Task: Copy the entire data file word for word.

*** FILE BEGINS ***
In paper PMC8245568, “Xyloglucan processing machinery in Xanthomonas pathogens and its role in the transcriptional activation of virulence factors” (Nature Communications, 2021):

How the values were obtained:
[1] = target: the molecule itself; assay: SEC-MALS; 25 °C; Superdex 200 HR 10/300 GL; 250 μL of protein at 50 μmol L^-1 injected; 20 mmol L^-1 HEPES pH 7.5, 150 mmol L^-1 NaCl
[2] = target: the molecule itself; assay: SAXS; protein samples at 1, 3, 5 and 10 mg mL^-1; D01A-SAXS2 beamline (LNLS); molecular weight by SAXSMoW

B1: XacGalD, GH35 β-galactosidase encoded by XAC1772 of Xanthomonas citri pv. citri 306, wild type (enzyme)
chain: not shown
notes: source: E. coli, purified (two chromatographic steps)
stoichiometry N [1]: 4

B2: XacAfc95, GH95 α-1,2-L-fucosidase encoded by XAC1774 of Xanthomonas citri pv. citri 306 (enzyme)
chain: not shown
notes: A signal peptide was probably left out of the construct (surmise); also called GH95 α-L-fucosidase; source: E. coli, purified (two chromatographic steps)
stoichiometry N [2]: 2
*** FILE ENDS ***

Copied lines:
In paper PMC8245568, “Xyloglucan processing machinery in Xanthomonas pathogens and its role in the transcriptional activation of virulence factors” (Nature Communications, 2021):

How the values were obtained:
[1] = target: the molecule itself; assay: SEC-MALS; 25 °C; Superdex 200 HR 10/300 GL; 250 μL of protein at 50 μmol L^-1 injected; 20 mmol L^-1 HEPES pH 7.5, 150 mmol L^-1 NaCl
[2] = target: the molecule itself; assay: SAXS; protein samples at 1, 3, 5 and 10 mg mL^-1; D01A-SAXS2 beamline (LNLS); molecular weight by SAXSMoW

B1: XacGalD, GH35 β-galactosidase encoded by XAC1772 of Xanthomonas citri pv. citri 306, wild type (enzyme)
chain: not shown
notes: source: E. coli, purified (two chromatographic steps)
stoichiometry N [1]: 4

B2: XacAfc95, GH95 α-1,2-L-fucosidase encoded by XAC1774 of Xanthomonas citri pv. citri 306 (enzyme)
chain: not shown
notes: A signal peptide was probably left out of the construct (surmise); also called GH95 α-L-fucosidase; source: E. coli, purified (two chromatographic steps)
stoichiometry N [2]: 2